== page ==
CERESTE: We have, absolutely yes yes. We’ve put all the agencies in to them. They’re not responding at all you see, that’s the problem. And we’ve got to balance the welfare needs of the individuals against the impact of what they’re doing, really, quite honestly. And we did agree not to take any enforcement action until today. But I’m afraid they’ve not responded to any of our overtures, they’ve not responded to any of our helps. So there’s not really a lot much left for us to do really.
STAINTON: Yes. And this will be I suppose part of the trial that’s being done in the city with the UK Border Agency, sending people back. So this is all part of it, isn’t it?
CERESTE: Absolutely right. I understand that four people have already come forward and volunteered to go back without waiting for us to get an Administrative Order to send them back. And I suppose that’s fair enough. But it’s all part and parcel of what we .. what I promised to do, and we’re doing it. It just takes a bit of time. We have to be, as you can imagine, circumspect about making too much publicity about it, because obviously we .. if they disappear, if we serve first notice on them and they disappear, then we can’t find them to send them back. I suppose some people would say if they disappear it’s not a bad thing anyway (LAUGHS). But you know what I mean. So we’re trying to be humane about this. And we’ve got to balance their welfare against the needs of our city.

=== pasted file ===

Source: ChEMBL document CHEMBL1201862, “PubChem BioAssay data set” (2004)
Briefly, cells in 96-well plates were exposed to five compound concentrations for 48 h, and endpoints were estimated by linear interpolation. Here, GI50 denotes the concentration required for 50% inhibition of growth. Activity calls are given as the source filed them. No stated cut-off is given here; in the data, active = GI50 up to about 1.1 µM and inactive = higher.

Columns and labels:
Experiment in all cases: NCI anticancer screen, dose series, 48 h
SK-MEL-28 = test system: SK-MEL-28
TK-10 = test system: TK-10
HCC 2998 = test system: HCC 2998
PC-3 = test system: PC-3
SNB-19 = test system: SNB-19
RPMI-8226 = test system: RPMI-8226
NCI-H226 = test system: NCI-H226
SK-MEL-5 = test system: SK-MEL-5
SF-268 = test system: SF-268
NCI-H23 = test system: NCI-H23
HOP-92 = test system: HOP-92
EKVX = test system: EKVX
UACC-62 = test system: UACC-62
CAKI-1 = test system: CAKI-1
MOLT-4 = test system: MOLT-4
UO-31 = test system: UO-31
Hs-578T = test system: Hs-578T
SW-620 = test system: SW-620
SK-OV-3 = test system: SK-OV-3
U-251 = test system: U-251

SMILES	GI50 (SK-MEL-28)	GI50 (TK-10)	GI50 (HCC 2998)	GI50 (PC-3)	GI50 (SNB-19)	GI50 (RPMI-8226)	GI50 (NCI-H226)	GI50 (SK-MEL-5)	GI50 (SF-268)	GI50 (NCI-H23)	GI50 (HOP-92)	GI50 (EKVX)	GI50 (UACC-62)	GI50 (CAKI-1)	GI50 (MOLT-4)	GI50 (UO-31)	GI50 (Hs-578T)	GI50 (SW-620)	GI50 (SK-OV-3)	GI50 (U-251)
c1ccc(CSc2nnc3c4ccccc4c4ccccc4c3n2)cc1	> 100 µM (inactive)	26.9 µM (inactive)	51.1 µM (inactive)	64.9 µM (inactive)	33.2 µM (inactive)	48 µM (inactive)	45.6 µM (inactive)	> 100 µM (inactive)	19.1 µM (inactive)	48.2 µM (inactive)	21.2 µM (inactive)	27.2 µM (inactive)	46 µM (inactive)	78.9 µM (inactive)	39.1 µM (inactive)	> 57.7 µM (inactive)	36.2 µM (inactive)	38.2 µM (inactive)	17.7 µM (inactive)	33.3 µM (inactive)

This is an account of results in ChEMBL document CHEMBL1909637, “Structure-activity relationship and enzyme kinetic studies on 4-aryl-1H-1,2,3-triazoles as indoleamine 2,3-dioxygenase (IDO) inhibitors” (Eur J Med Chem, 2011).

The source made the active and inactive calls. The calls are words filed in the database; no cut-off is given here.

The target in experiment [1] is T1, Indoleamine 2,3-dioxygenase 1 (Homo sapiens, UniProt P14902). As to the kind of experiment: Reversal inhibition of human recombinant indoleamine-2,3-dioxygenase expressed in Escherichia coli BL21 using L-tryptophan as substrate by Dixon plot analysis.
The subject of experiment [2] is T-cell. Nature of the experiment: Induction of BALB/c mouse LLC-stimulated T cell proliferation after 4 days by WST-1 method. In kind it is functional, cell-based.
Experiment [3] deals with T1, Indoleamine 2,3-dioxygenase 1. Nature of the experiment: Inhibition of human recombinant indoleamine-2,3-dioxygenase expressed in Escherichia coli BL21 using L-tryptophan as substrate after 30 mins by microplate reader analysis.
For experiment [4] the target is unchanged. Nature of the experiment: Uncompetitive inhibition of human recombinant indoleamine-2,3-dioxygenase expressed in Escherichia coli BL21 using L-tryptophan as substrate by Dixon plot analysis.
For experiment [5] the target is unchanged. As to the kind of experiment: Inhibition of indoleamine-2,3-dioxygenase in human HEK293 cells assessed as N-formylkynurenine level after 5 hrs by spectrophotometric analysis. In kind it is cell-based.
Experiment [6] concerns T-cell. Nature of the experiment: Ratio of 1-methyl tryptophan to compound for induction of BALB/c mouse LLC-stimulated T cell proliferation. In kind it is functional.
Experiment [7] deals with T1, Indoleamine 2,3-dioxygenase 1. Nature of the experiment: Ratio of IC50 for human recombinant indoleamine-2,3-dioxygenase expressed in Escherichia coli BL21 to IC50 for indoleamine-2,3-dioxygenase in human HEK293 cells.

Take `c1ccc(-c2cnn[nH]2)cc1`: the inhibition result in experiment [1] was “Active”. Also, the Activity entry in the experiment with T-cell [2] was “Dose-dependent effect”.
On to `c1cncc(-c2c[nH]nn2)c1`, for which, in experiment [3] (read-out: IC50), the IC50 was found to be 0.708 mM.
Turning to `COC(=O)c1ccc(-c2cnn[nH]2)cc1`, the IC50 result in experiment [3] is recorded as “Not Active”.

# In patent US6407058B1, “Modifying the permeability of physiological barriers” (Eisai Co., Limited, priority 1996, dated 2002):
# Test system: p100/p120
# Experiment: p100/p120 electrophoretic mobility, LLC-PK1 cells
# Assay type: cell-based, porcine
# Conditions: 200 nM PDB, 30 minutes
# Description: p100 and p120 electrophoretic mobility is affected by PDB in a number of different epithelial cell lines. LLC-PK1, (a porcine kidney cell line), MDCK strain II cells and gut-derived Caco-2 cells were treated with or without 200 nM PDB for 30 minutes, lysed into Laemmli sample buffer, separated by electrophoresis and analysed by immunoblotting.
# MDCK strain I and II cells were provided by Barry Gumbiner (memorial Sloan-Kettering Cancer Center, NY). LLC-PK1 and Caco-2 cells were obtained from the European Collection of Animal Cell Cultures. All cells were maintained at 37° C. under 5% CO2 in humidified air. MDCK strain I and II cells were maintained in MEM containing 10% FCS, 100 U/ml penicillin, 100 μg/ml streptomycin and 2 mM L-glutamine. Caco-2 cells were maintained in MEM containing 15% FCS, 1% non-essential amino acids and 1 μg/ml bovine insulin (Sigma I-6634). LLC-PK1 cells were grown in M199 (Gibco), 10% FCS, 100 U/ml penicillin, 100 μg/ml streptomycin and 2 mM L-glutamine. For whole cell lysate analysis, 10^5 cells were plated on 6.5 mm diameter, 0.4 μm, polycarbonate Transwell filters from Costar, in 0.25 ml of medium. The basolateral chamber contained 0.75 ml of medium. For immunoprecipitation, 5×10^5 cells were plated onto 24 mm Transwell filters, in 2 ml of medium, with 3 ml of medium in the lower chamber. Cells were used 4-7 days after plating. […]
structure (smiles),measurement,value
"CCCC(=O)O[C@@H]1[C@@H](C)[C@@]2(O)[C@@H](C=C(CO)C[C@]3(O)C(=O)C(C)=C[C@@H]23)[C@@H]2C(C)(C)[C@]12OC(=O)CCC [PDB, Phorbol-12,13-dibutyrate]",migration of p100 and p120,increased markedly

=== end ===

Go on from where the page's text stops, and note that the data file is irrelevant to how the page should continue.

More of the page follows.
STAINTON: Do we know why they just want to live like that, and they don’t want to accept the help that you offer?
CERESTE: Well I can’t be specific, but the reports I’m getting back is that some of them have just got problems, without going into too much detail. They’ve just got problems, and which they either don’t want to have help with, or don’t understand that they’ve got a problem. Some people are just like that. i don’t know. It’s sad really. It’s very very sad. As much as I know we don’t want them in our city because we say they’re creating all sorts of problems, but it is sad to see that there are people who are in this sort of .. well you know .. live this way and are in this sort of .. I don’t know what you’d call it. You know they don’t live the way you and I and the rest of our community would want to live.
STAINTON: Well it’s a sort of half-life, isn’t it, that they’re living.
CERESTE: Yes. It’s very sad really, but we have to do what we have to do, and the interests of the city have to come first.
STAINTON: With your other hat on Marco, as Chair of The Primary Care Trust, big headlines in the newspaper this morning saying that councillors are in uproar at the PCT spending money on consultants to find this twenty seven million pound shortfall. What’s your view on that?